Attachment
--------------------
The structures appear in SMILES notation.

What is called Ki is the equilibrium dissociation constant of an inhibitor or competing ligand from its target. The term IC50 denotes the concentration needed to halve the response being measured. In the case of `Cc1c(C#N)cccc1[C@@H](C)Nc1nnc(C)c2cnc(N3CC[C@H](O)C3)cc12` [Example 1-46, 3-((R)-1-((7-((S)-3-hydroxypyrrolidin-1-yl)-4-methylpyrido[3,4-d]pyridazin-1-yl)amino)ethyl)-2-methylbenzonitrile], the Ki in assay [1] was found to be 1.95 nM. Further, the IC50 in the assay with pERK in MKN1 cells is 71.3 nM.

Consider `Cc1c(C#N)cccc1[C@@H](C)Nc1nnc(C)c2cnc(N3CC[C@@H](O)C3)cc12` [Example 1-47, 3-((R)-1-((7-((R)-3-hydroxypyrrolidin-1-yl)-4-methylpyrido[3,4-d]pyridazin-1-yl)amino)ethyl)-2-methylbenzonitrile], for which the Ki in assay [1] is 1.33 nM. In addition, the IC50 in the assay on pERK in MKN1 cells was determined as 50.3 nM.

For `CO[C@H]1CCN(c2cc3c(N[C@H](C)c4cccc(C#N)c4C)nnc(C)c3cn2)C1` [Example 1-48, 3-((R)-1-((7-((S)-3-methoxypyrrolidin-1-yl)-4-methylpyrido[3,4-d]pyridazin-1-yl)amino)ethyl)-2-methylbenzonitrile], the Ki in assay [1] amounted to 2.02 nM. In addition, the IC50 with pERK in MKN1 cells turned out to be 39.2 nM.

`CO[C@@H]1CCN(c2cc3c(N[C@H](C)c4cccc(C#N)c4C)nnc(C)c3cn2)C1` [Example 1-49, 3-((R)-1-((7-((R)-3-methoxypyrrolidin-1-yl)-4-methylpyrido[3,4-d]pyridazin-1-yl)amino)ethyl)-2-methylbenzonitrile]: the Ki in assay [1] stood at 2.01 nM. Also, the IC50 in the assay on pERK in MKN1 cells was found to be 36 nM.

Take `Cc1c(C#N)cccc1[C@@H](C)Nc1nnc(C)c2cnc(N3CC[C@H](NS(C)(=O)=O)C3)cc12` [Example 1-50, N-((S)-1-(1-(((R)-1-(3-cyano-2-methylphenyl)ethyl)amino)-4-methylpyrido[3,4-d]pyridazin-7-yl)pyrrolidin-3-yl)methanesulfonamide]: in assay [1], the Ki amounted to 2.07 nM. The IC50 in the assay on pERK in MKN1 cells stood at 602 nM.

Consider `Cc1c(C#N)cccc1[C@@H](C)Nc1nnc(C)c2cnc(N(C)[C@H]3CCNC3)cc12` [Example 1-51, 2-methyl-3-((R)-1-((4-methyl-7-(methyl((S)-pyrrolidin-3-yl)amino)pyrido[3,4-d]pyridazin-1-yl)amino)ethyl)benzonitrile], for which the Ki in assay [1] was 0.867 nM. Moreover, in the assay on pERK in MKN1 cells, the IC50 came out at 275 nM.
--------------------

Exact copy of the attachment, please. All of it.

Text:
The structures appear in SMILES notation.

What is called Ki is the equilibrium dissociation constant of an inhibitor or competing ligand from its target. The term IC50 denotes the concentration needed to halve the response being measured. In the case of `Cc1c(C#N)cccc1[C@@H](C)Nc1nnc(C)c2cnc(N3CC[C@H](O)C3)cc12` [Example 1-46, 3-((R)-1-((7-((S)-3-hydroxypyrrolidin-1-yl)-4-methylpyrido[3,4-d]pyridazin-1-yl)amino)ethyl)-2-methylbenzonitrile], the Ki in assay [1] was found to be 1.95 nM. Further, the IC50 in the assay with pERK in MKN1 cells is 71.3 nM.

Consider `Cc1c(C#N)cccc1[C@@H](C)Nc1nnc(C)c2cnc(N3CC[C@@H](O)C3)cc12` [Example 1-47, 3-((R)-1-((7-((R)-3-hydroxypyrrolidin-1-yl)-4-methylpyrido[3,4-d]pyridazin-1-yl)amino)ethyl)-2-methylbenzonitrile], for which the Ki in assay [1] is 1.33 nM. In addition, the IC50 in the assay on pERK in MKN1 cells was determined as 50.3 nM.

For `CO[C@H]1CCN(c2cc3c(N[C@H](C)c4cccc(C#N)c4C)nnc(C)c3cn2)C1` [Example 1-48, 3-((R)-1-((7-((S)-3-methoxypyrrolidin-1-yl)-4-methylpyrido[3,4-d]pyridazin-1-yl)amino)ethyl)-2-methylbenzonitrile], the Ki in assay [1] amounted to 2.02 nM. In addition, the IC50 with pERK in MKN1 cells turned out to be 39.2 nM.

`CO[C@@H]1CCN(c2cc3c(N[C@H](C)c4cccc(C#N)c4C)nnc(C)c3cn2)C1` [Example 1-49, 3-((R)-1-((7-((R)-3-methoxypyrrolidin-1-yl)-4-methylpyrido[3,4-d]pyridazin-1-yl)amino)ethyl)-2-methylbenzonitrile]: the Ki in assay [1] stood at 2.01 nM. Also, the IC50 in the assay on pERK in MKN1 cells was found to be 36 nM.

Take `Cc1c(C#N)cccc1[C@@H](C)Nc1nnc(C)c2cnc(N3CC[C@H](NS(C)(=O)=O)C3)cc12` [Example 1-50, N-((S)-1-(1-(((R)-1-(3-cyano-2-methylphenyl)ethyl)amino)-4-methylpyrido[3,4-d]pyridazin-7-yl)pyrrolidin-3-yl)methanesulfonamide]: in assay [1], the Ki amounted to 2.07 nM. The IC50 in the assay on pERK in MKN1 cells stood at 602 nM.

Consider `Cc1c(C#N)cccc1[C@@H](C)Nc1nnc(C)c2cnc(N(C)[C@H]3CCNC3)cc12` [Example 1-51, 2-methyl-3-((R)-1-((4-methyl-7-(methyl((S)-pyrrolidin-3-yl)amino)pyrido[3,4-d]pyridazin-1-yl)amino)ethyl)benzonitrile], for which the Ki in assay [1] was 0.867 nM. Moreover, in the assay on pERK in MKN1 cells, the IC50 came out at 275 nM.